Every time you place an order in the stock exchanges there is a 50 percent chance that the other side of the order decision would be taken by a machine. In India, 50 percent of all trading decisions today are taken by machines thanks to algorithmic trading.
If there is someone who can understand the value of the time it is the high-frequency traders who search for trading opportunities in a one-millionth of a second. Trading in such a small time frame is a team effort which requires the best of statistical abilities, technology, and domain knowledge. Lack of any of these is a recipe for failure.
Kota, Rajasthan born Nitesh Khandelwal with degrees from IIT and IIM is in one such trader cum educator who successfully trades the markets supported by a team. Khandelwal was ahead of his time when he along with his friends thought of a startup in algorithmic trading, the only problem was market regulator SEBI didn't allow this form of trading in India then.
But when the permission was granted the team regrouped and progressively increased in strength to become one of the respected names in the market. Their training business under the name of Quantinsti is globally reknown with a presence in 140 countries.
In an interview with Moneycontrol Khandelwal explains the nitty-gritty of algorithmic trading and even retail traders can become algo traders.
Q: Can you walk us through your journey to algorithmic trading?
A: I come from Kota, Rajasthan where I completed my schooling . Later went on to pursue Electrical Engineering from IIT Kanpur in 2005 and post-graduation from IIM Lucknow in 2007.
Algorithmic trading was something that I was interested from my IIM Lucknow days. Along with some friends, I planned a startup in algorithmic trading but as we were working on the project we learned such trading were not yet allowed in India.
So I took up a job with ICICI Treasury where I worked for around a year and then had a stint with a proprietary desk in Mumbai where I headed a team of traders.
In 2008, SEBI allowed algo trading in India and by September 2009 we started iRageCapital which in those days was involved in Algorithmic Trading Consulting.
Though SEBI allowed algo trading in 2008, there were few brokers who were willing to invest in it thanks to the sub-prime crisis. As for us, we had the background required for algorithmic trading – experience and education.
Algorithmic trading requires expertise in statistics, technology, and financial markets. One of our founding members and colleague worked with Optiver in Amsterdam – one of the biggest High-Frequency Trading firm in the world. So collectively we had the skill set to get into space.
Initially, we offered turnkey solutions to a number of institutions in India and a few abroad. But later we decided to start our own trading rather than just consulting.
We took up membership in both the stock exchanges in India. We created our own platform and had, and still have, one of the fastest infrastructure in the market. We are competing in a market where every microsecond is a lifetime so it is important to have that kind of technology at play.
Q: Before discussing trading can you walk us through your company’s journey in Algorithmic Trading Education, where you are rubbing shoulders with the top in the world
A: One of the first things we realized when we were venturing into trading was we had to create a solid team for the smooth running of the business. We realized the need to train people. In those days people with a finance background were more easily available and interested in algorithmic trading than those with a technological background. Our requirement was for people who could understand statistics, technology, and derivatives.
We decided to start a program, ‘Executive program in Algorithmic Trading’ that taught statistics, knowledge of software and hardware and trading strategies. We took sessions over the weekend when offices and markets were closed. As we progressed and the need for algorithmic trading increased we realized that training itself can grow big.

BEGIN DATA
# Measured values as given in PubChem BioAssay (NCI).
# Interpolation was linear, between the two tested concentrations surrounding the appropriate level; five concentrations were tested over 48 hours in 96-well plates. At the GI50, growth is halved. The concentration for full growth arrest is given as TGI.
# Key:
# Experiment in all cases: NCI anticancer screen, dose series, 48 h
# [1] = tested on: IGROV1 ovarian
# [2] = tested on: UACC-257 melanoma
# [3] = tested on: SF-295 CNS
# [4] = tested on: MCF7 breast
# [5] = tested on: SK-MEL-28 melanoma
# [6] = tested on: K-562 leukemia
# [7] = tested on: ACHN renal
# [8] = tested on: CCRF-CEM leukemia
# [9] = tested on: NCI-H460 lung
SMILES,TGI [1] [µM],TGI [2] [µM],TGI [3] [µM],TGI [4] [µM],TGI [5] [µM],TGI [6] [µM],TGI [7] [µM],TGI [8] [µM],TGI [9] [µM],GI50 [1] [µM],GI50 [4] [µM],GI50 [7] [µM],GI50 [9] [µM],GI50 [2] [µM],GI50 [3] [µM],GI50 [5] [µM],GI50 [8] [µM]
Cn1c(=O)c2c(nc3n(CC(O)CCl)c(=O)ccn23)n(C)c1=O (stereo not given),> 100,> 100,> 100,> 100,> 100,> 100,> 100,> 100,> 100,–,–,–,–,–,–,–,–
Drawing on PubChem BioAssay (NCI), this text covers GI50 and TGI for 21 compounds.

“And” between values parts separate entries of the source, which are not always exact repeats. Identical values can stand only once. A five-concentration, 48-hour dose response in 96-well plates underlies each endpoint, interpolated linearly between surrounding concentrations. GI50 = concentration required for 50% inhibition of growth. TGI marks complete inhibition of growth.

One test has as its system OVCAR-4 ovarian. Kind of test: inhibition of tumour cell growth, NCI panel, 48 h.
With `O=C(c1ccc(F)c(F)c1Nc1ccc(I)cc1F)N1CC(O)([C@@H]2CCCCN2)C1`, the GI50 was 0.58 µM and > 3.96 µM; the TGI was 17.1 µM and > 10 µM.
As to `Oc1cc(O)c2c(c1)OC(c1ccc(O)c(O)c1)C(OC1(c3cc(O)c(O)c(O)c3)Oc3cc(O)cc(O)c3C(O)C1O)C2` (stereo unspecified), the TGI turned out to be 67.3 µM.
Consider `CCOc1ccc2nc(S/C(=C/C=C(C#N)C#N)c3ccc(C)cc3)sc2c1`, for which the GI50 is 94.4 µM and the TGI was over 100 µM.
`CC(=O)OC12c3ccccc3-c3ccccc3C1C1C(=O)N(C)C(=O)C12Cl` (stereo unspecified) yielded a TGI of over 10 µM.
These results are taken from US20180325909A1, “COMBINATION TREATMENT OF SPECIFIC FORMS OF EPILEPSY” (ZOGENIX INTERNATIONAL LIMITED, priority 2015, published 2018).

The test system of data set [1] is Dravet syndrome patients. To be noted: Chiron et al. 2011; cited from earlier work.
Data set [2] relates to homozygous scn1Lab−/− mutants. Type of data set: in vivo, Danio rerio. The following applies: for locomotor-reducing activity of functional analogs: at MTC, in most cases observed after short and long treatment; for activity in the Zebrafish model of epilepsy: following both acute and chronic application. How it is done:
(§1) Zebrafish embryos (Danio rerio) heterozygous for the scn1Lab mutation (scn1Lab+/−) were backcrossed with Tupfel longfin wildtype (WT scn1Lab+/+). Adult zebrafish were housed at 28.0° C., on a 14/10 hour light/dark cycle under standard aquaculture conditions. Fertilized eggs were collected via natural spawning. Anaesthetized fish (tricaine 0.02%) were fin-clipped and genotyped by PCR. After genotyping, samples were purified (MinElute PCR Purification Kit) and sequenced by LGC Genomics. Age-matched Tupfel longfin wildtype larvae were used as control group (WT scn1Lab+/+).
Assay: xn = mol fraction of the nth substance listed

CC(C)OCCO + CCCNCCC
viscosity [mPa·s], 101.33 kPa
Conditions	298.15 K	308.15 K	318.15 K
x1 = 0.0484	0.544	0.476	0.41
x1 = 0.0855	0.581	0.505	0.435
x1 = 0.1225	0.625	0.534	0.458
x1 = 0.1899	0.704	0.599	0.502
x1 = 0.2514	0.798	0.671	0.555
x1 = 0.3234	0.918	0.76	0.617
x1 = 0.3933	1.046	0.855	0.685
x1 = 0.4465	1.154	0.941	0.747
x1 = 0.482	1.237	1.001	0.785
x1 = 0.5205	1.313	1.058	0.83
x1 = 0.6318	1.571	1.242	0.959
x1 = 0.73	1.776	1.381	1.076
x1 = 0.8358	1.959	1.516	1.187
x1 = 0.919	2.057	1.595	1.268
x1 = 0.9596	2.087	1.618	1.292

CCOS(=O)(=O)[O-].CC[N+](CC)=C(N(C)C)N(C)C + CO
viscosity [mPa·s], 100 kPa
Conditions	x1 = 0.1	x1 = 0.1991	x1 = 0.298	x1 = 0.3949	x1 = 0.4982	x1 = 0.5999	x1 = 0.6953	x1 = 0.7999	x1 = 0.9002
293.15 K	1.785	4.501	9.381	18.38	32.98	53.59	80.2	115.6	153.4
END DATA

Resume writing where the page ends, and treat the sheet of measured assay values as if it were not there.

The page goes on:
We separated that division into Quantinsti that now offers courses offline and online and has a participant from over 140 countries and has a global pool of 20 successful practitioners in their own domain training our students. We are the biggest in the world in terms of traction and have become a global benchmark in algo trading and quant trading education.
We now have a few thousand students across the globe plus we have the highest completion rate, thanks to our persistent support staff. We have more than 100 placement partners in six countries and we offer lifelong learning for our students.
Q: Can you briefly describe algorithmic and High-frequency trading (HFT), especially in the Indian context?
A: In India, algorithmic trading has picked up in leaps and bounds. Been given permission in 2008 algo trading accounts for nearly 50 percent of all trading volume in the country. In terms or overall orders on the exchanges, it is 97 percent.
In the US, algo trading accounts for anywhere between 80-85 percent of trading but then they have been doing it for decades. In India, this form for trading is picking up with more players and traders joining in every day.
What I would like to point out here is that there is a difference between HFT and Algo trading. Algo is a broader domain, it means automating the execution of the order. HFT is a subset of algo trading. As the name suggests it is trading at a very high frequency.
To get an idea of the difference in manual and HFT consider this. Even a good dealer today can put in one order every second. A superhuman dealer can at best put in 4 orders per second. But a machine can send hundreds and thousands of orders every second.
These days machines have taken over the job of market making (providing liquidity by quoting both a buy and sell quote).
Say if we have to make the market in options, then we look at doing it in five strikes that are In-The-Money (ITM) and five strikes that are Out-f-The-Money (OTM). So that makes it 10 orders. We would be doing it in both the call and put side and for two expiries, so that is 40 orders.
Since we are making the market we would be placing both the bid and ask orders which makes 80 orders at any instance. Now even if there is a reasonable change of 5-10 ticks in the price, maybe less or maybe more, we would have to change all the orders and that too in an instance. This type of market making is not possible manually, you need to automate it.
For market making or even for arbitrage the window of opportunity is getting smaller by the day and that is why there is a need to react as fast as possible and the fight for speed.